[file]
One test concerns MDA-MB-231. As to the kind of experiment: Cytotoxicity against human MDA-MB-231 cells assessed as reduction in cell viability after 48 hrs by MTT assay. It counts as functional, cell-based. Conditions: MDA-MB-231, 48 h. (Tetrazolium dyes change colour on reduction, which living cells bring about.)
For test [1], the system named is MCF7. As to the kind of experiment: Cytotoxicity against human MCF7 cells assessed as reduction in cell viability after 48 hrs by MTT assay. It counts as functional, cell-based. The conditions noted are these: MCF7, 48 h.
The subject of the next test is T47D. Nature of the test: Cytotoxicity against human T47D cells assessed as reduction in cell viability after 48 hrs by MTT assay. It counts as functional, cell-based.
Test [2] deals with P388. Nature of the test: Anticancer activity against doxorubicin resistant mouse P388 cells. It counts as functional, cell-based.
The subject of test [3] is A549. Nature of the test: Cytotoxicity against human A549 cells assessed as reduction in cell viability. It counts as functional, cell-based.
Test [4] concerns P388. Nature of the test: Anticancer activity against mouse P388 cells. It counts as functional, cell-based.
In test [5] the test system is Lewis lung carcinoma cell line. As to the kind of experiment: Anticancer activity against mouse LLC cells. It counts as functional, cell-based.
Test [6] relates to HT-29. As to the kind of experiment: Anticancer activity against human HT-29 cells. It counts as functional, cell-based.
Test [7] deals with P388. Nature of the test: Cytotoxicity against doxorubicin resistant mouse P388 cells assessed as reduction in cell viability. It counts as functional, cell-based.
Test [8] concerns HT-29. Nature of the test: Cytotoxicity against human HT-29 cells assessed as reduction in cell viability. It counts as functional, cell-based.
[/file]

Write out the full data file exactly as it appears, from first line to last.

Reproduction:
One test concerns MDA-MB-231. As to the kind of experiment: Cytotoxicity against human MDA-MB-231 cells assessed as reduction in cell viability after 48 hrs by MTT assay. It counts as functional, cell-based. Conditions: MDA-MB-231, 48 h. (Tetrazolium dyes change colour on reduction, which living cells bring about.)
For test [1], the system named is MCF7. As to the kind of experiment: Cytotoxicity against human MCF7 cells assessed as reduction in cell viability after 48 hrs by MTT assay. It counts as functional, cell-based. The conditions noted are these: MCF7, 48 h.
The subject of the next test is T47D. Nature of the test: Cytotoxicity against human T47D cells assessed as reduction in cell viability after 48 hrs by MTT assay. It counts as functional, cell-based.
Test [2] deals with P388. Nature of the test: Anticancer activity against doxorubicin resistant mouse P388 cells. It counts as functional, cell-based.
The subject of test [3] is A549. Nature of the test: Cytotoxicity against human A549 cells assessed as reduction in cell viability. It counts as functional, cell-based.
Test [4] concerns P388. Nature of the test: Anticancer activity against mouse P388 cells. It counts as functional, cell-based.
In test [5] the test system is Lewis lung carcinoma cell line. As to the kind of experiment: Anticancer activity against mouse LLC cells. It counts as functional, cell-based.
Test [6] relates to HT-29. As to the kind of experiment: Anticancer activity against human HT-29 cells. It counts as functional, cell-based.
Test [7] deals with P388. Nature of the test: Cytotoxicity against doxorubicin resistant mouse P388 cells assessed as reduction in cell viability. It counts as functional, cell-based.
Test [8] concerns HT-29. Nature of the test: Cytotoxicity against human HT-29 cells assessed as reduction in cell viability. It counts as functional, cell-based.